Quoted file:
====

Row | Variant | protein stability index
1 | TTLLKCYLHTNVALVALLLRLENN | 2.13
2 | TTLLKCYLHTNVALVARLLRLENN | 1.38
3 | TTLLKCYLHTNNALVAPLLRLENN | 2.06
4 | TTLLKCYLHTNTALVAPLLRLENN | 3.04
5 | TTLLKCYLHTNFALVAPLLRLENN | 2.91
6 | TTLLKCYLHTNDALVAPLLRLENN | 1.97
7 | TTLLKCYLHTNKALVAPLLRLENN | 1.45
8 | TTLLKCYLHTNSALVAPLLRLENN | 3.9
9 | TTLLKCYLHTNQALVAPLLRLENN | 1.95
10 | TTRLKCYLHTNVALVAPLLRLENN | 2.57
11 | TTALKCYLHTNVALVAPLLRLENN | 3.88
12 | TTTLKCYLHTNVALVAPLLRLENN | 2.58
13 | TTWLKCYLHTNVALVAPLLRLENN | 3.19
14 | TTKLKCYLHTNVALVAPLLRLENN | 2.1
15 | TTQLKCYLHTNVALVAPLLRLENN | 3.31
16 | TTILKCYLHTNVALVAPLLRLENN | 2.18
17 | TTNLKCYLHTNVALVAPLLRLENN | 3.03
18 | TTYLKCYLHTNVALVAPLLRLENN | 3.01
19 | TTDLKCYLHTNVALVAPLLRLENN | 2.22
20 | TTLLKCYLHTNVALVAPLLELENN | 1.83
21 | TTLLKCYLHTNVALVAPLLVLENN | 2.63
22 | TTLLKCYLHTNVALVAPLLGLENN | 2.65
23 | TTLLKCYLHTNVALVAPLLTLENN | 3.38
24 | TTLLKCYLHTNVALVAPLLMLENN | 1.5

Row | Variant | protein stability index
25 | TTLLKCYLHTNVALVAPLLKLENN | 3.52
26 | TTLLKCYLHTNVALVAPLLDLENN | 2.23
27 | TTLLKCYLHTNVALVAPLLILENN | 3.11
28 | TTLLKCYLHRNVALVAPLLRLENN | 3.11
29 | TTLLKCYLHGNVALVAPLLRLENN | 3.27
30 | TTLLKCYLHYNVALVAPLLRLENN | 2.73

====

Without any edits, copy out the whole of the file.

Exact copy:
Row | Variant | protein stability index
1 | TTLLKCYLHTNVALVALLLRLENN | 2.13
2 | TTLLKCYLHTNVALVARLLRLENN | 1.38
3 | TTLLKCYLHTNNALVAPLLRLENN | 2.06
4 | TTLLKCYLHTNTALVAPLLRLENN | 3.04
5 | TTLLKCYLHTNFALVAPLLRLENN | 2.91
6 | TTLLKCYLHTNDALVAPLLRLENN | 1.97
7 | TTLLKCYLHTNKALVAPLLRLENN | 1.45
8 | TTLLKCYLHTNSALVAPLLRLENN | 3.9
9 | TTLLKCYLHTNQALVAPLLRLENN | 1.95
10 | TTRLKCYLHTNVALVAPLLRLENN | 2.57
11 | TTALKCYLHTNVALVAPLLRLENN | 3.88
12 | TTTLKCYLHTNVALVAPLLRLENN | 2.58
13 | TTWLKCYLHTNVALVAPLLRLENN | 3.19
14 | TTKLKCYLHTNVALVAPLLRLENN | 2.1
15 | TTQLKCYLHTNVALVAPLLRLENN | 3.31
16 | TTILKCYLHTNVALVAPLLRLENN | 2.18
17 | TTNLKCYLHTNVALVAPLLRLENN | 3.03
18 | TTYLKCYLHTNVALVAPLLRLENN | 3.01
19 | TTDLKCYLHTNVALVAPLLRLENN | 2.22
20 | TTLLKCYLHTNVALVAPLLELENN | 1.83
21 | TTLLKCYLHTNVALVAPLLVLENN | 2.63
22 | TTLLKCYLHTNVALVAPLLGLENN | 2.65
23 | TTLLKCYLHTNVALVAPLLTLENN | 3.38
24 | TTLLKCYLHTNVALVAPLLMLENN | 1.5

Row | Variant | protein stability index
25 | TTLLKCYLHTNVALVAPLLKLENN | 3.52
26 | TTLLKCYLHTNVALVAPLLDLENN | 2.23
27 | TTLLKCYLHTNVALVAPLLILENN | 3.11
28 | TTLLKCYLHRNVALVAPLLRLENN | 3.11
29 | TTLLKCYLHGNVALVAPLLRLENN | 3.27
30 | TTLLKCYLHYNVALVAPLLRLENN | 2.73